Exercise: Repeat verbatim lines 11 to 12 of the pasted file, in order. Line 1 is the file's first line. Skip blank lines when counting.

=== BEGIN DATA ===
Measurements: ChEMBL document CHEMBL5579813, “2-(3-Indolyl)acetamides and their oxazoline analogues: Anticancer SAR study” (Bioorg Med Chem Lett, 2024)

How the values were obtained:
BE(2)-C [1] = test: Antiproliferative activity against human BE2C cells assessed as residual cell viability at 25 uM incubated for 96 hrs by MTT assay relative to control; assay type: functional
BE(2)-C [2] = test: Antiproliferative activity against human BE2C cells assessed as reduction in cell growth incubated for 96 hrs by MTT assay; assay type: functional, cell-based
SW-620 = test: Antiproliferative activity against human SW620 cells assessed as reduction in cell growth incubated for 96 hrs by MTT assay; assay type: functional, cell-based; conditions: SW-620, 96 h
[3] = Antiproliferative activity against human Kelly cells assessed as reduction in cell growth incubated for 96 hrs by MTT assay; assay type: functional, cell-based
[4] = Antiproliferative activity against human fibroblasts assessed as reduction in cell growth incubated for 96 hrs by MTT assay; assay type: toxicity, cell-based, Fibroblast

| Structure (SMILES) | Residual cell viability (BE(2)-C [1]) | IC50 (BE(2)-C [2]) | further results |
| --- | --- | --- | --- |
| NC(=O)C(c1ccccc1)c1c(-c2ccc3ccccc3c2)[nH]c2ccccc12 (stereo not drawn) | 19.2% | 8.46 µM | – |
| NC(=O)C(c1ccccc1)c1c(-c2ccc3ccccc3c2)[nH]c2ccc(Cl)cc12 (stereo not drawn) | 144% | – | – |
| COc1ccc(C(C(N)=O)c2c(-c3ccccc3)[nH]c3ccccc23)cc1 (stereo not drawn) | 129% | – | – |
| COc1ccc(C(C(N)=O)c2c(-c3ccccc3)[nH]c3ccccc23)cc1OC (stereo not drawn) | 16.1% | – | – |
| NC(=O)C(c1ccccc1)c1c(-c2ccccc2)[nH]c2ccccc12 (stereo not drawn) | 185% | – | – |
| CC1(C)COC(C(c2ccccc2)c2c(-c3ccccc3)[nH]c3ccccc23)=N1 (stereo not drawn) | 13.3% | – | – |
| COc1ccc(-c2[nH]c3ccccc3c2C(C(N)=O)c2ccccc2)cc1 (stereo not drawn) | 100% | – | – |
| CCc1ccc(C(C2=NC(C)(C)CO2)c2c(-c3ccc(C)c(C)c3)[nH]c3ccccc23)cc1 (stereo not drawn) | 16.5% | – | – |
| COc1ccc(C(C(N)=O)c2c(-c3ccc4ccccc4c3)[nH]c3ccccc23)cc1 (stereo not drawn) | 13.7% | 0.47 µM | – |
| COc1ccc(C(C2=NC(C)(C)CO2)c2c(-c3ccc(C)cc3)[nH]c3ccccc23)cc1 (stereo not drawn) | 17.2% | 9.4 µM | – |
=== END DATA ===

| NC(=O)C(c1ccccc1)c1c(-c2ccc3ccccc3c2)[nH]c2ccc(Cl)cc12 (stereo not drawn) | 144% | – | – |
| COc1ccc(C(C(N)=O)c2c(-c3ccccc3)[nH]c3ccccc23)cc1 (stereo not drawn) | 129% | – | – |